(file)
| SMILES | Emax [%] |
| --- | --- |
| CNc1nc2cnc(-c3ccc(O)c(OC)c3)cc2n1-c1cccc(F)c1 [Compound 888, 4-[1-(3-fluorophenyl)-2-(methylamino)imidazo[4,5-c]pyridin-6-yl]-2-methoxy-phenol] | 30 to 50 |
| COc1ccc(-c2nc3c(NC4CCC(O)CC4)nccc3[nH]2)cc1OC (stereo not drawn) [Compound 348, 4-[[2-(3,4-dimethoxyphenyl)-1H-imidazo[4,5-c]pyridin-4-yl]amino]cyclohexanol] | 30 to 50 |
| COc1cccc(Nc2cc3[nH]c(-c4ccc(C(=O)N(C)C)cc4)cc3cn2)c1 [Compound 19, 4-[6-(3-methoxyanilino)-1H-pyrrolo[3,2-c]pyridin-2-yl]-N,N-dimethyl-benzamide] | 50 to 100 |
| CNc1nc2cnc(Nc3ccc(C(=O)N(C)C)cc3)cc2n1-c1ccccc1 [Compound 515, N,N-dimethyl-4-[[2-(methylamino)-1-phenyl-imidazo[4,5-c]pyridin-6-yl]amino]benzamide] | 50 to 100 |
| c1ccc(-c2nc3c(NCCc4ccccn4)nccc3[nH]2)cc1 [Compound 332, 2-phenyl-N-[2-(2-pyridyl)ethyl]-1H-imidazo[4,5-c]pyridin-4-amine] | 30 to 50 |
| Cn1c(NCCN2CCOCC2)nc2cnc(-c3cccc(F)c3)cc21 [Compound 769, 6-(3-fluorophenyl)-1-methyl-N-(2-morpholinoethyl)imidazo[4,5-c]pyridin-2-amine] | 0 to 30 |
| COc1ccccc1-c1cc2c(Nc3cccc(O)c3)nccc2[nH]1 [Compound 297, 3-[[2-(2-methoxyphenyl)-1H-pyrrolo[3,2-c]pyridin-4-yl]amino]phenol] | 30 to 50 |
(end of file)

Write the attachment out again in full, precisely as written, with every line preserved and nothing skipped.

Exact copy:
| SMILES | Emax [%] |
| --- | --- |
| CNc1nc2cnc(-c3ccc(O)c(OC)c3)cc2n1-c1cccc(F)c1 [Compound 888, 4-[1-(3-fluorophenyl)-2-(methylamino)imidazo[4,5-c]pyridin-6-yl]-2-methoxy-phenol] | 30 to 50 |
| COc1ccc(-c2nc3c(NC4CCC(O)CC4)nccc3[nH]2)cc1OC (stereo not drawn) [Compound 348, 4-[[2-(3,4-dimethoxyphenyl)-1H-imidazo[4,5-c]pyridin-4-yl]amino]cyclohexanol] | 30 to 50 |
| COc1cccc(Nc2cc3[nH]c(-c4ccc(C(=O)N(C)C)cc4)cc3cn2)c1 [Compound 19, 4-[6-(3-methoxyanilino)-1H-pyrrolo[3,2-c]pyridin-2-yl]-N,N-dimethyl-benzamide] | 50 to 100 |
| CNc1nc2cnc(Nc3ccc(C(=O)N(C)C)cc3)cc2n1-c1ccccc1 [Compound 515, N,N-dimethyl-4-[[2-(methylamino)-1-phenyl-imidazo[4,5-c]pyridin-6-yl]amino]benzamide] | 50 to 100 |
| c1ccc(-c2nc3c(NCCc4ccccn4)nccc3[nH]2)cc1 [Compound 332, 2-phenyl-N-[2-(2-pyridyl)ethyl]-1H-imidazo[4,5-c]pyridin-4-amine] | 30 to 50 |
| Cn1c(NCCN2CCOCC2)nc2cnc(-c3cccc(F)c3)cc21 [Compound 769, 6-(3-fluorophenyl)-1-methyl-N-(2-morpholinoethyl)imidazo[4,5-c]pyridin-2-amine] | 0 to 30 |
| COc1ccccc1-c1cc2c(Nc3cccc(O)c3)nccc2[nH]1 [Compound 297, 3-[[2-(2-methoxyphenyl)-1H-pyrrolo[3,2-c]pyridin-4-yl]amino]phenol] | 30 to 50 |